Columbus, OH,
28
September
2017
|
03:54 PM
Europe/Amsterdam

Columbus Dispatch & ABC6: Helping Children Deal With Traumatic Events

Mental Health Experts Say Take Things Seriously, Especially With Young People

 

The world today presents plenty of challenges. We have seen many attacks on not only American soil but around the world. From concert venues to public transportation, to even traumatic events at state fair sites, there is plenty out there, and much of it is now captured on camera for all to see.

That raises a question about how we handle these types of tragedies. It can be difficult. It can keep some of those memories with us for a long time, especially for our children.

"For instance, the Oklahoma City Bombings both children and adults in some cases were found to have developed anxiety and PTSD like symptoms," said Dr. Megan Schabbing, a psychiatrist with OhioHealth told ABC6.

That leaves parents many times wondering, what should I be looking for, and what do I do if I think these images are impacting my child.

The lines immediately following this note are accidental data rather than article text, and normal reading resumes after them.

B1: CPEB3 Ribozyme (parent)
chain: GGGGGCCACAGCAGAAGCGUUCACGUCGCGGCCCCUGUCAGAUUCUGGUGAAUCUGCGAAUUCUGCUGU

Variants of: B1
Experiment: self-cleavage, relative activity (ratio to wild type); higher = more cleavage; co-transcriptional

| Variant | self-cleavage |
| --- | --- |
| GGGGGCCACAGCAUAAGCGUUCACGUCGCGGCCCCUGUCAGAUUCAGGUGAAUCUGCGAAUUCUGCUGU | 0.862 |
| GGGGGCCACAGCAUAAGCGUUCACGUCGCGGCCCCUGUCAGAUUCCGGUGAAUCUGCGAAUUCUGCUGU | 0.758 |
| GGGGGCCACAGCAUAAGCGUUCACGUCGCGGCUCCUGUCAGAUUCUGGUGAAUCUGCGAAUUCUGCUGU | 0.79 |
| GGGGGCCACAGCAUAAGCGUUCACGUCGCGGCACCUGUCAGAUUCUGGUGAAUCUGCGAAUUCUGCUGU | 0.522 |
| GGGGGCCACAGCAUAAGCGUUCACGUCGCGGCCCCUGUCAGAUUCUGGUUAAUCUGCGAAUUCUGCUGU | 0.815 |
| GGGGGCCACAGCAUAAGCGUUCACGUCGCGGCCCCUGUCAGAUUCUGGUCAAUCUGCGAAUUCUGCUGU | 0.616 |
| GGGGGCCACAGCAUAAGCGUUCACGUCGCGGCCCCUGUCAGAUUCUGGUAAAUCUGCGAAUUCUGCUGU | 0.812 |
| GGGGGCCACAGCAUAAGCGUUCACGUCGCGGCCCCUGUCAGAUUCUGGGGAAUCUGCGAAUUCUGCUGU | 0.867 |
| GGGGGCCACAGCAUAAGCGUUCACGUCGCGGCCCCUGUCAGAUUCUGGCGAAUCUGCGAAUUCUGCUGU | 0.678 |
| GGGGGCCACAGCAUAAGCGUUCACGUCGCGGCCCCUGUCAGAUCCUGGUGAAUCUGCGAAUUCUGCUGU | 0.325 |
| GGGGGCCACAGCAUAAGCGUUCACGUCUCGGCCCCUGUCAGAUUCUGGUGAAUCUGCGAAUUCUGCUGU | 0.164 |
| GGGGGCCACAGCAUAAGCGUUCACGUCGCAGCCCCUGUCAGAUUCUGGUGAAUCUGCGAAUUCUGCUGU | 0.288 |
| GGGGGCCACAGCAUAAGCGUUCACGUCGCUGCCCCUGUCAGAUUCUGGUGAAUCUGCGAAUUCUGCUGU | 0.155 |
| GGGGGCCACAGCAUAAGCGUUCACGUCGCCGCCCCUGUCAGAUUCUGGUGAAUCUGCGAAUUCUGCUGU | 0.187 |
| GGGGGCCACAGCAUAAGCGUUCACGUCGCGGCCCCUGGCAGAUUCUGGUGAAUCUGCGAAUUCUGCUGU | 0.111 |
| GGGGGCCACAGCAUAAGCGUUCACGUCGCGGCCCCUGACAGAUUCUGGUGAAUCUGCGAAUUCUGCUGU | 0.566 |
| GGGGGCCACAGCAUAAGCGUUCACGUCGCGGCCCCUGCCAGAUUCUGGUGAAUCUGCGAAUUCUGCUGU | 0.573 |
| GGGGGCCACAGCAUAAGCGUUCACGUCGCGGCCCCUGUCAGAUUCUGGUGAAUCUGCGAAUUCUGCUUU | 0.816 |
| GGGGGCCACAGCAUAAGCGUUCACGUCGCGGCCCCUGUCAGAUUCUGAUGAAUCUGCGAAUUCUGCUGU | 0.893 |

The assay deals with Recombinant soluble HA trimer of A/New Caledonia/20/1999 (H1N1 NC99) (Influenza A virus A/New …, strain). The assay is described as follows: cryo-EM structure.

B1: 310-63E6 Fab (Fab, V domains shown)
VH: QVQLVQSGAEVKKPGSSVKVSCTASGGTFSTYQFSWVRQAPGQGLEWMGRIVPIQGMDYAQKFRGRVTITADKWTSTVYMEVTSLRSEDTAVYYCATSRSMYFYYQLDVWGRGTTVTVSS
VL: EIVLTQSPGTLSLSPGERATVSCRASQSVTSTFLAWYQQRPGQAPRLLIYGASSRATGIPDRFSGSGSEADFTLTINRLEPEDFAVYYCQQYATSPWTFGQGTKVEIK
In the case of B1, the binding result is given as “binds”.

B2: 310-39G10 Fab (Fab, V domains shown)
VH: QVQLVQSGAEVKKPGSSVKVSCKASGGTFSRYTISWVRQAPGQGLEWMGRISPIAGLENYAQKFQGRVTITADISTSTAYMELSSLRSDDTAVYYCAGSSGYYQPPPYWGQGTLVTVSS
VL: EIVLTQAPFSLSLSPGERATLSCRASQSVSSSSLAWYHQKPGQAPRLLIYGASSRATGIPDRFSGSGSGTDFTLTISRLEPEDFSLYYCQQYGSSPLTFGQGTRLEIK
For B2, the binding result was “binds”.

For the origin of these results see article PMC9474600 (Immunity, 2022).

"How did that make you feel do you have any questions about what happened," Dr. Schabbing says can be the starter conversation. "Look for warning signs for anxiety can include social withdrawal and disruption in sleep.  There can be inappropriate guilt or low self-esteem," she added.

There can be issues not just for young people, but for adults as well.

Take for instance the tragedy at this year's Ohio State Fair. A ride malfunction injured several, killing one.

With technology in just about everyone's hands these days, the tragedy was caught on camera and uploaded to the internet for all to see, and for all to watch over and over again.

Schabbing told the Columbus Dispatch that anxiety can be the number one problem for adults after witnessing a tragedy like this.

"Some people internalize problems, but if you have a history of being close to a trauma, or if you have a disorder, that person could be more likely to experience problems," Dr. Schabbing told Dispatch reporter JoAnne Viviano.

Schabbing suggests getting with a behavioral health expert early in the process, develop a plan for treatment, and don't let it sit. That could lead to PTSD problems down the line, if not dealt with early on.

To read the stories from ABC6 and The Columbus Dispatch, click the media company's logo.